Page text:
Lebanon has a rich and diverse cultural heritage, which is reflected in its cinema. Lebanese cinema has been flourishing since the 1950s, with filmmakers creating works that reflect the country’s complex history, society, and culture.

In recent years, Lebanese films have gained international acclaim and recognition at major film festivals.

Some of the best Lebanese movies have explored a wide range of themes, including war, politics, family dynamics, romance, and identity.

Best Lebanese Movies

These films offer unique insights into the lives and experiences of the Lebanese people and showcase the country’s artistic talent and cultural diversity.

Some of the most notable Lebanese filmmakers include Ziad Doueiri, Nadine Labaki, and Philippe Aractingi, who have all made significant contributions to Lebanese cinema.

Whether you are a film enthusiast or simply curious about Lebanese culture, these films are definitely worth watching.

1. Capernaum (2018)

Capernaum is a Lebanese drama film directed by Nadine Labaki. The film tells the story of Zain, a 12-year-old boy who lives in the slums of Beirut with his family.

Zain, who is already serving a five-year sentence in juvenile detention, is suing his parents for giving birth to him and not being able to take care of him.

The film explores themes of poverty, family, and survival, and highlights the harsh realities faced by children in poverty-stricken areas.

It also sheds light on the plight of refugees in Lebanon, as Zain’s family is made up of undocumented immigrants.

Capernaum premiered at the Cannes Film Festival in 2018, where it won the Jury Prize, and went on to receive critical acclaim and several award nominations, including an Academy Award nomination for Best Foreign Language Film.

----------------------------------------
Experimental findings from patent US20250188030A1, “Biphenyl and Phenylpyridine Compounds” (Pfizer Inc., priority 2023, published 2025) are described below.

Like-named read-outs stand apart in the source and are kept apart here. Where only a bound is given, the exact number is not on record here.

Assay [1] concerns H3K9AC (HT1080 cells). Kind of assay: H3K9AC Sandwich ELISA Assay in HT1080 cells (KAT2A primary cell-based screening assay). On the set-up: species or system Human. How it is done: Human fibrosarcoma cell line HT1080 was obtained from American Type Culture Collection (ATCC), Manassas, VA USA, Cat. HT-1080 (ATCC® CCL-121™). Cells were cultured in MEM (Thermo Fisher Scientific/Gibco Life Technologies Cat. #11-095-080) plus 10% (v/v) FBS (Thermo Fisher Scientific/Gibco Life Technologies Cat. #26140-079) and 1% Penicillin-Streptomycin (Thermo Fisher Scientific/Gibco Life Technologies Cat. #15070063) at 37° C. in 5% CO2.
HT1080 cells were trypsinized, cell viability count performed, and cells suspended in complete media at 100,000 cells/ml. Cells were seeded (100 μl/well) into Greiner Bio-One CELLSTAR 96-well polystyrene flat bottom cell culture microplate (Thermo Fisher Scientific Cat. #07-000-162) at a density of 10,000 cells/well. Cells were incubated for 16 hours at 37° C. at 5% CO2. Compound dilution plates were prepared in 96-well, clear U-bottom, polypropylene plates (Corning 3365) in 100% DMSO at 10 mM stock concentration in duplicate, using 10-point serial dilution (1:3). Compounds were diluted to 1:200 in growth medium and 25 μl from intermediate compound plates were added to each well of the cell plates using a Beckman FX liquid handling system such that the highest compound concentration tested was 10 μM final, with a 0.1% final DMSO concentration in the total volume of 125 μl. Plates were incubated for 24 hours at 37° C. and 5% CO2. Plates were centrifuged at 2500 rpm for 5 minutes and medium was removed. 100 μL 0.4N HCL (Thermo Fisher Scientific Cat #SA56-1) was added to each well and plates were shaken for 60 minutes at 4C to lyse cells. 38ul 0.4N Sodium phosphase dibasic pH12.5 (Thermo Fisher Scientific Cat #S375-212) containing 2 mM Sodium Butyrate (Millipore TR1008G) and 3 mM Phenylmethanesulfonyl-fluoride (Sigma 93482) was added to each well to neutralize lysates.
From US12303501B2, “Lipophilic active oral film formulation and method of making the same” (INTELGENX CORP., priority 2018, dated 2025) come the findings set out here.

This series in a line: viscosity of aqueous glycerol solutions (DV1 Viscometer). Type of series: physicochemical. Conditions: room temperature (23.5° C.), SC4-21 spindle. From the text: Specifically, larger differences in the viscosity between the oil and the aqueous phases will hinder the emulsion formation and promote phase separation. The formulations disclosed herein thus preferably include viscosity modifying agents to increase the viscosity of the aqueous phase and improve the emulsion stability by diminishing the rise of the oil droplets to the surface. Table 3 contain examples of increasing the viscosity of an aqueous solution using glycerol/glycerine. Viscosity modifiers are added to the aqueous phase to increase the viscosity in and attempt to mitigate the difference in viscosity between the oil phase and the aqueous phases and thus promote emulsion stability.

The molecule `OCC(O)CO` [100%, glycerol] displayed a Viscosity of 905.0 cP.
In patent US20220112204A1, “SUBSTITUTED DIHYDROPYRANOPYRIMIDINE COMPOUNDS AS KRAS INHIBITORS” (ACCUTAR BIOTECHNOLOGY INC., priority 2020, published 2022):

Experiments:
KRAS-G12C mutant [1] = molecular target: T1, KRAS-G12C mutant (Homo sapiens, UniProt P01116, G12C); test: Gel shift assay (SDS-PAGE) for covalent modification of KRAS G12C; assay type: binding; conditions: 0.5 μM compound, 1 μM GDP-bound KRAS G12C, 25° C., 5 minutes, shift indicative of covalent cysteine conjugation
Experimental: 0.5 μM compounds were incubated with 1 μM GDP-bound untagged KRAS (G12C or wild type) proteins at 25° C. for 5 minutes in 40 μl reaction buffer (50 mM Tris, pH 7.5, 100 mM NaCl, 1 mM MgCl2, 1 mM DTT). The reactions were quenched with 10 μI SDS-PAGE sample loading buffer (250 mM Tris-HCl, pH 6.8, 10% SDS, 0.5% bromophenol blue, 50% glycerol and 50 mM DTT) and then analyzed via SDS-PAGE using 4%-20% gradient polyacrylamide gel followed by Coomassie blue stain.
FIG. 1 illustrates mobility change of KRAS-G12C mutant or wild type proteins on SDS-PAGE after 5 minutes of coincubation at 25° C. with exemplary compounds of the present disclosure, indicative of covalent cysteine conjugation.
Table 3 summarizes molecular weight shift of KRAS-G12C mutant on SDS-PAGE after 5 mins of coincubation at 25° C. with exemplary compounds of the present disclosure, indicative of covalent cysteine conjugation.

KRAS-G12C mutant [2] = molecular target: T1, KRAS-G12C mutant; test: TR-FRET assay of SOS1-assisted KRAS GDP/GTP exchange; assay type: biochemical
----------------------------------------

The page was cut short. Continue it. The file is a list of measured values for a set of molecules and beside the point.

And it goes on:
The film’s title is a reference to the biblical city of Capernaum, which was also known as “the city of Jesus” and is located on the northern shore of the Sea of Galilee.

Capernaum (2018)
  • Nadine Labaki (Director) - Michel Merkt (Producer)
  • Audience Rating: R (Restricted)

2. Heaven Without People (2017)

“Heaven Without People” is a Lebanese drama film directed by Lucien Bourjeily, released in 2017. The film follows a Lebanese Christian family who gather at their ancestral home in the mountains to celebrate Easter.


As the family members start to arrive and tensions rise, secrets are revealed, leading to a series of explosive confrontations.

The film explores themes of family dynamics, religion, and identity in contemporary Lebanon.

It received critical acclaim for its insightful portrayal of the complexities of familial relationships and the challenges of maintaining a sense of community and belonging in a country torn by political and religious divisions.

The film was screened at several international film festivals and won several awards, including Best Narrative Feature at the Beirut International Film Festival.

3. West Beirut (1998)

West Beirut is a 1998 Lebanese drama film written and directed by Ziad Doueiri.